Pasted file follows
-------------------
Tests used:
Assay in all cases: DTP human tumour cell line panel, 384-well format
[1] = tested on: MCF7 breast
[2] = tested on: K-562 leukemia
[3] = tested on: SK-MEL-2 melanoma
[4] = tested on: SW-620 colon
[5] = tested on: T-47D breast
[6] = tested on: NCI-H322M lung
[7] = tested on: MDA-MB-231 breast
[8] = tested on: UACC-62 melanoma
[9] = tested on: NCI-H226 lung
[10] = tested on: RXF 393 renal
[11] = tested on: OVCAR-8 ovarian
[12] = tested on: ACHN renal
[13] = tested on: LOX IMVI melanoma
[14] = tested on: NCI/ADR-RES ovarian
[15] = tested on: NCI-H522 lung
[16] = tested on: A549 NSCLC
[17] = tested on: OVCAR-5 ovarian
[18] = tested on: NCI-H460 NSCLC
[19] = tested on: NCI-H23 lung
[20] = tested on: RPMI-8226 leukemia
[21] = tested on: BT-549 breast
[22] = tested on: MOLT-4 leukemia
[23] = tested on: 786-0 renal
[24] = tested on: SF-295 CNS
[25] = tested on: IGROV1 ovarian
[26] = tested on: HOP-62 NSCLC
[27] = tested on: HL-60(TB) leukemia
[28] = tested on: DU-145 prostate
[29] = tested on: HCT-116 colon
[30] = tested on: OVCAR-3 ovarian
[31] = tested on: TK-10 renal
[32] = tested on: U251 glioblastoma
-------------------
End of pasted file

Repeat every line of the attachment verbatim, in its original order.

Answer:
Tests used:
Assay in all cases: DTP human tumour cell line panel, 384-well format
[1] = tested on: MCF7 breast
[2] = tested on: K-562 leukemia
[3] = tested on: SK-MEL-2 melanoma
[4] = tested on: SW-620 colon
[5] = tested on: T-47D breast
[6] = tested on: NCI-H322M lung
[7] = tested on: MDA-MB-231 breast
[8] = tested on: UACC-62 melanoma
[9] = tested on: NCI-H226 lung
[10] = tested on: RXF 393 renal
[11] = tested on: OVCAR-8 ovarian
[12] = tested on: ACHN renal
[13] = tested on: LOX IMVI melanoma
[14] = tested on: NCI/ADR-RES ovarian
[15] = tested on: NCI-H522 lung
[16] = tested on: A549 NSCLC
[17] = tested on: OVCAR-5 ovarian
[18] = tested on: NCI-H460 NSCLC
[19] = tested on: NCI-H23 lung
[20] = tested on: RPMI-8226 leukemia
[21] = tested on: BT-549 breast
[22] = tested on: MOLT-4 leukemia
[23] = tested on: 786-0 renal
[24] = tested on: SF-295 CNS
[25] = tested on: IGROV1 ovarian
[26] = tested on: HOP-62 NSCLC
[27] = tested on: HL-60(TB) leukemia
[28] = tested on: DU-145 prostate
[29] = tested on: HCT-116 colon
[30] = tested on: OVCAR-3 ovarian
[31] = tested on: TK-10 renal
[32] = tested on: U251 glioblastoma